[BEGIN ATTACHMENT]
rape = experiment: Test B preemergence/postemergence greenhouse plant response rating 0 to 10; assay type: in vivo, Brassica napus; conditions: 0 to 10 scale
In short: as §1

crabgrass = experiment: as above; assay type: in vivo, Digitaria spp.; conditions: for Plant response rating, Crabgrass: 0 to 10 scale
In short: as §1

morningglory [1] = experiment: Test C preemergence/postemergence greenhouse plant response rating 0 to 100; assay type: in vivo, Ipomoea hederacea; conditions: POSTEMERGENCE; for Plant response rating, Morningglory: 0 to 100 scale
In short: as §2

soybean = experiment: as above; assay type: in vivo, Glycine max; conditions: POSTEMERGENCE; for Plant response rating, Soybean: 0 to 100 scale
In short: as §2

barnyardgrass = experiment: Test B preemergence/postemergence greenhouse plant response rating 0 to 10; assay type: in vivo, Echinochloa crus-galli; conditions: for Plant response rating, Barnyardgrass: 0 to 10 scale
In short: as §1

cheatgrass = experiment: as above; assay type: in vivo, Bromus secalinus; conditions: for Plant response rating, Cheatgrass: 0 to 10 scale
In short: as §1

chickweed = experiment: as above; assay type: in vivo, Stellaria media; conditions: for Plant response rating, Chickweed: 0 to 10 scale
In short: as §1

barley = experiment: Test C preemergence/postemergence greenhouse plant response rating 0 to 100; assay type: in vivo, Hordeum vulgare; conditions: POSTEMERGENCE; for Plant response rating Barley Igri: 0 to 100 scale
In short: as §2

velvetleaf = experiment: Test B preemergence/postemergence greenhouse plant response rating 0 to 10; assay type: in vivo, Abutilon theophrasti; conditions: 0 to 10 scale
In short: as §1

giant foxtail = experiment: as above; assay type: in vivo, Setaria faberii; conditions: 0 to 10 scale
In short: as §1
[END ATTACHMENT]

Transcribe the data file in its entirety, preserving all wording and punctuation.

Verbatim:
rape = experiment: Test B preemergence/postemergence greenhouse plant response rating 0 to 10; assay type: in vivo, Brassica napus; conditions: 0 to 10 scale
In short: as §1

crabgrass = experiment: as above; assay type: in vivo, Digitaria spp.; conditions: for Plant response rating, Crabgrass: 0 to 10 scale
In short: as §1

morningglory [1] = experiment: Test C preemergence/postemergence greenhouse plant response rating 0 to 100; assay type: in vivo, Ipomoea hederacea; conditions: POSTEMERGENCE; for Plant response rating, Morningglory: 0 to 100 scale
In short: as §2

soybean = experiment: as above; assay type: in vivo, Glycine max; conditions: POSTEMERGENCE; for Plant response rating, Soybean: 0 to 100 scale
In short: as §2

barnyardgrass = experiment: Test B preemergence/postemergence greenhouse plant response rating 0 to 10; assay type: in vivo, Echinochloa crus-galli; conditions: for Plant response rating, Barnyardgrass: 0 to 10 scale
In short: as §1

cheatgrass = experiment: as above; assay type: in vivo, Bromus secalinus; conditions: for Plant response rating, Cheatgrass: 0 to 10 scale
In short: as §1

chickweed = experiment: as above; assay type: in vivo, Stellaria media; conditions: for Plant response rating, Chickweed: 0 to 10 scale
In short: as §1

barley = experiment: Test C preemergence/postemergence greenhouse plant response rating 0 to 100; assay type: in vivo, Hordeum vulgare; conditions: POSTEMERGENCE; for Plant response rating Barley Igri: 0 to 100 scale
In short: as §2

velvetleaf = experiment: Test B preemergence/postemergence greenhouse plant response rating 0 to 10; assay type: in vivo, Abutilon theophrasti; conditions: 0 to 10 scale
In short: as §1

giant foxtail = experiment: as above; assay type: in vivo, Setaria faberii; conditions: 0 to 10 scale
In short: as §1